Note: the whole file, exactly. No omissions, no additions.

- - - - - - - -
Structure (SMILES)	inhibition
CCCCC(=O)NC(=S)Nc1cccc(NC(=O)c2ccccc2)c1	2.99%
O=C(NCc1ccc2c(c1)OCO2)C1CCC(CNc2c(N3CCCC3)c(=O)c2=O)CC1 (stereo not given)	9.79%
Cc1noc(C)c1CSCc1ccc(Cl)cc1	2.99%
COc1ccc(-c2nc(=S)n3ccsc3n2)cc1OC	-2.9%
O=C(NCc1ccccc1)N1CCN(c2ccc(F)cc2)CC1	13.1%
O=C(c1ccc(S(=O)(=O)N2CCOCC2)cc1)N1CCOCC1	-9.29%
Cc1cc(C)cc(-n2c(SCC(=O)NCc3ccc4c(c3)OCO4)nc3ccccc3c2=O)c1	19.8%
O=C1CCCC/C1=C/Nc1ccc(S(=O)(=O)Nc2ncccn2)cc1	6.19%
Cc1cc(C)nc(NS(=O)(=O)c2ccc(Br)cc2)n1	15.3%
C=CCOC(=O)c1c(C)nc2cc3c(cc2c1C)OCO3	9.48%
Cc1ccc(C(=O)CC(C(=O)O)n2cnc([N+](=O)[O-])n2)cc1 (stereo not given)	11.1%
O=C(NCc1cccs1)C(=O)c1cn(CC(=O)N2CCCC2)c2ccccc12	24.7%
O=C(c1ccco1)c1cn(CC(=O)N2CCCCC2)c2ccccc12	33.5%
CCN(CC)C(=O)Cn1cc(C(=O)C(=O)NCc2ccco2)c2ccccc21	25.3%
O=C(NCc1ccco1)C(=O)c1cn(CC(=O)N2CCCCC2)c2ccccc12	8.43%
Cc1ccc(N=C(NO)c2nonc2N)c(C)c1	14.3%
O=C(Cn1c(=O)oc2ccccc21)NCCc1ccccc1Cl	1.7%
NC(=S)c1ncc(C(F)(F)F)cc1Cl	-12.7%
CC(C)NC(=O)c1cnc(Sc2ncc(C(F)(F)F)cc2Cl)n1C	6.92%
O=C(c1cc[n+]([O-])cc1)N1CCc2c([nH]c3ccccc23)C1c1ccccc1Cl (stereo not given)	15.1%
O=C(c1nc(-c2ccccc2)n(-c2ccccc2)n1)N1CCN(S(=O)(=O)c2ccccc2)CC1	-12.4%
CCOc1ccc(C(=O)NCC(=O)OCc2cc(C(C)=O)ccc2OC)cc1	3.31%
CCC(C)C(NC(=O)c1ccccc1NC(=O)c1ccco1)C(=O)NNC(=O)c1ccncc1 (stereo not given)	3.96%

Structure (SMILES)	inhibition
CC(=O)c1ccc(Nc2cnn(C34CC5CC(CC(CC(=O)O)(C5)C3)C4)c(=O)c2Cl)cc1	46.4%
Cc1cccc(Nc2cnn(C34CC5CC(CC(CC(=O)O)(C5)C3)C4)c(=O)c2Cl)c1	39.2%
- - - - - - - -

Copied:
Structure (SMILES)	inhibition
CCCCC(=O)NC(=S)Nc1cccc(NC(=O)c2ccccc2)c1	2.99%
O=C(NCc1ccc2c(c1)OCO2)C1CCC(CNc2c(N3CCCC3)c(=O)c2=O)CC1 (stereo not given)	9.79%
Cc1noc(C)c1CSCc1ccc(Cl)cc1	2.99%
COc1ccc(-c2nc(=S)n3ccsc3n2)cc1OC	-2.9%
O=C(NCc1ccccc1)N1CCN(c2ccc(F)cc2)CC1	13.1%
O=C(c1ccc(S(=O)(=O)N2CCOCC2)cc1)N1CCOCC1	-9.29%
Cc1cc(C)cc(-n2c(SCC(=O)NCc3ccc4c(c3)OCO4)nc3ccccc3c2=O)c1	19.8%
O=C1CCCC/C1=C/Nc1ccc(S(=O)(=O)Nc2ncccn2)cc1	6.19%
Cc1cc(C)nc(NS(=O)(=O)c2ccc(Br)cc2)n1	15.3%
C=CCOC(=O)c1c(C)nc2cc3c(cc2c1C)OCO3	9.48%
Cc1ccc(C(=O)CC(C(=O)O)n2cnc([N+](=O)[O-])n2)cc1 (stereo not given)	11.1%
O=C(NCc1cccs1)C(=O)c1cn(CC(=O)N2CCCC2)c2ccccc12	24.7%
O=C(c1ccco1)c1cn(CC(=O)N2CCCCC2)c2ccccc12	33.5%
CCN(CC)C(=O)Cn1cc(C(=O)C(=O)NCc2ccco2)c2ccccc21	25.3%
O=C(NCc1ccco1)C(=O)c1cn(CC(=O)N2CCCCC2)c2ccccc12	8.43%
Cc1ccc(N=C(NO)c2nonc2N)c(C)c1	14.3%
O=C(Cn1c(=O)oc2ccccc21)NCCc1ccccc1Cl	1.7%
NC(=S)c1ncc(C(F)(F)F)cc1Cl	-12.7%
CC(C)NC(=O)c1cnc(Sc2ncc(C(F)(F)F)cc2Cl)n1C	6.92%
O=C(c1cc[n+]([O-])cc1)N1CCc2c([nH]c3ccccc23)C1c1ccccc1Cl (stereo not given)	15.1%
O=C(c1nc(-c2ccccc2)n(-c2ccccc2)n1)N1CCN(S(=O)(=O)c2ccccc2)CC1	-12.4%
CCOc1ccc(C(=O)NCC(=O)OCc2cc(C(C)=O)ccc2OC)cc1	3.31%
CCC(C)C(NC(=O)c1ccccc1NC(=O)c1ccco1)C(=O)NNC(=O)c1ccncc1 (stereo not given)	3.96%

Structure (SMILES)	inhibition
CC(=O)c1ccc(Nc2cnn(C34CC5CC(CC(CC(=O)O)(C5)C3)C4)c(=O)c2Cl)cc1	46.4%
Cc1cccc(Nc2cnn(C34CC5CC(CC(CC(=O)O)(C5)C3)C4)c(=O)c2Cl)c1	39.2%